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To date, there has been no published textbook which takes into account changing sociolinguistic dynamics that have influenced South African society. Multilingualism and Intercultural Communication breaks new ground in this arena. The scope of this book ranges from macro-sociolinguistic questions pertaining to language policies and their implementation (or non-implementation) to micro-sociolinguistic observations of actual language-use in verbal interaction, mainly in multilingual contexts of Higher Education (HE). There is a gradual move for the study of language and culture to be taught in the context of (professional) disciplines in which they would be used, for example, Journalism and African languages, Education and African languages, etc. The book caters for this growing market. Because of its multilingual nature, it caters to English and Afrikaans language speakers, as well as the Sotho and Nguni language groups – the largest languages in South Africa [and also increasingly used in the context of South African Higher Education]. It brings together various inter-linked disciplines such as Sociolinguistics and Applied Language Studies, Media Studies and Journalism, History and Education, Social and Natural Sciences, Law, Human Language Technology, Music, Intercultural Communication and Literary Studies. The unique cross-cutting disciplinary features of the book will make it a must-have for twenty-first century South African students and scholars and those interested in applied language issues.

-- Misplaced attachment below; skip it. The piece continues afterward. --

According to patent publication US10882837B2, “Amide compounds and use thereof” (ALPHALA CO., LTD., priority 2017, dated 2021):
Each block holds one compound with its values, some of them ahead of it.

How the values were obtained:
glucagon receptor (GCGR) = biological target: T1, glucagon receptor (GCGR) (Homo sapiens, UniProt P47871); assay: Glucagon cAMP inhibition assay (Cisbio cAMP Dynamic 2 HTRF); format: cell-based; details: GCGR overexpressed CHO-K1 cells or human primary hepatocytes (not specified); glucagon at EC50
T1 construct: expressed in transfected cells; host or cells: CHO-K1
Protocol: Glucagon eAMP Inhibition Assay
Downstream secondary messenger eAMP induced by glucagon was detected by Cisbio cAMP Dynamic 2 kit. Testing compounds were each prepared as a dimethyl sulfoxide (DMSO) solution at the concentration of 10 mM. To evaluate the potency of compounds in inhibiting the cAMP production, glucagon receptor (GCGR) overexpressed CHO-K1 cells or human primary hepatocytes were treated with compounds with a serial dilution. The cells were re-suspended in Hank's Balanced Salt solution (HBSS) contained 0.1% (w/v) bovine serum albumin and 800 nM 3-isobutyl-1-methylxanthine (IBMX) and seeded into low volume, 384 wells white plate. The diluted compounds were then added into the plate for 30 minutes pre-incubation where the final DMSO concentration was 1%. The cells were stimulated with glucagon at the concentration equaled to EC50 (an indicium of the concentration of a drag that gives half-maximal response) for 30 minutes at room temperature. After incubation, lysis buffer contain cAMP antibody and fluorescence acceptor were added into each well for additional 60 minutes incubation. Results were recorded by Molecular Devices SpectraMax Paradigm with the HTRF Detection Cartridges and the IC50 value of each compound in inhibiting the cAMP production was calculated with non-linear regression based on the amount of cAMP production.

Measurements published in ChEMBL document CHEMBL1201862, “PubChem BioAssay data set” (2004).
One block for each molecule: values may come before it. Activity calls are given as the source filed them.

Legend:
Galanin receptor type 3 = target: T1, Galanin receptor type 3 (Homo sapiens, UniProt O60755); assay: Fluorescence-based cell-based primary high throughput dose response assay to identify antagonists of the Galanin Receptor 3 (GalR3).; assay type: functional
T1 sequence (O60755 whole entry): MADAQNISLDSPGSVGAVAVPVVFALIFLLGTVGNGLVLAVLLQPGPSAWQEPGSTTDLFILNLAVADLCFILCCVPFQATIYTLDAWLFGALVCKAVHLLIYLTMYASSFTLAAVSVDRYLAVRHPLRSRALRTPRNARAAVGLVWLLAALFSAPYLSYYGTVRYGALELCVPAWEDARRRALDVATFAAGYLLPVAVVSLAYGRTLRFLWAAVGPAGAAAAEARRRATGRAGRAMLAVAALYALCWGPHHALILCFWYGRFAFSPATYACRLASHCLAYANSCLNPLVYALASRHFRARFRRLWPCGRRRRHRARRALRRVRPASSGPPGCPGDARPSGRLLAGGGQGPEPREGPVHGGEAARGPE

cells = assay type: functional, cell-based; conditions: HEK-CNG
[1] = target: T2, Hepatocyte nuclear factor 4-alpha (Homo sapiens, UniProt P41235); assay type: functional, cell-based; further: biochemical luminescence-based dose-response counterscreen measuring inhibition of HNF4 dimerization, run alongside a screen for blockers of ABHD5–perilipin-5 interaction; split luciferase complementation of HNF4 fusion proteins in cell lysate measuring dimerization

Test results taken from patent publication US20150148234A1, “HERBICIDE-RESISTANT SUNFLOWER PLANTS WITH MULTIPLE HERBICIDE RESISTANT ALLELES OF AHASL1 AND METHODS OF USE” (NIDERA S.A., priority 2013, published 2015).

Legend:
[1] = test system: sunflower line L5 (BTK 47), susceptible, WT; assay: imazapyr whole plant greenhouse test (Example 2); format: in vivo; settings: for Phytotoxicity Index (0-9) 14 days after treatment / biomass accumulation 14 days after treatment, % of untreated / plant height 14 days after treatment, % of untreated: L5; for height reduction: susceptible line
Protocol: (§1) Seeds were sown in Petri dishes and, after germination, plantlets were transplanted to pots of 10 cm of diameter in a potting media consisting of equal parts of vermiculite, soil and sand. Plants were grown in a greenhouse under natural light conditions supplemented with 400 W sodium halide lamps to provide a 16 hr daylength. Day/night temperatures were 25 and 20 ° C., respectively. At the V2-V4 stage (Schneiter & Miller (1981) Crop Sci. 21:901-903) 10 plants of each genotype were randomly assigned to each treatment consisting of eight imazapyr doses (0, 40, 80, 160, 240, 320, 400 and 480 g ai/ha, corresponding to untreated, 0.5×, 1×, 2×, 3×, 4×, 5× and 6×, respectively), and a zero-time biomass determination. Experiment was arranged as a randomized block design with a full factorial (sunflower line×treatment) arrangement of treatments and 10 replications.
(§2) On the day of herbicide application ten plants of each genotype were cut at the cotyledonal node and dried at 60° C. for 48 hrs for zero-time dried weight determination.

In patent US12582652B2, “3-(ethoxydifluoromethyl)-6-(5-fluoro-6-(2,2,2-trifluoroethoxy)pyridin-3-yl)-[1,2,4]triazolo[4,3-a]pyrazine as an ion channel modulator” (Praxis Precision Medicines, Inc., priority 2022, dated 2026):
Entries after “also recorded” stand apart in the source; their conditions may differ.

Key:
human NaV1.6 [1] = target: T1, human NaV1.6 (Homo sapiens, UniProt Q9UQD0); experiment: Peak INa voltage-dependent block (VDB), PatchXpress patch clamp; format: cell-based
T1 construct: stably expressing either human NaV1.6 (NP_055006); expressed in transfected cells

Early-life institutional deprivation produces disinhibited social engagement (DSE). Portrayed as a childhood condition, little is known about the persistence of DSE-type behaviours into, presentation during, and their impact on, functioning in adulthood.
We examine these issues in the young adult follow-up of the English and Romanian Adoptees study.
A total of 122 of the original 165 Romanian adoptees who had spent up to 43 months as children in Ceauşescu's Romanian orphanages and 42 UK adoptees were assessed for DSE behaviours, neurodevelopmental and mental health problems, and impairment between ages 2 and 25 years.
Young adult DSE behaviour was strongly associated with early childhood deprivation, with a sixfold increase for those who spent more than 6 months in institutions. However, although DSE overlapped with autism spectrum disorder and attention-deficit hyperactivity disorder symptoms it was not, in itself, related to broader patterns of mental health problems or impairments in daily functioning in young adulthood.
DSE behaviour remained a prominent, but largely clinically benign, young adult feature of some adoptees who experienced early deprivation.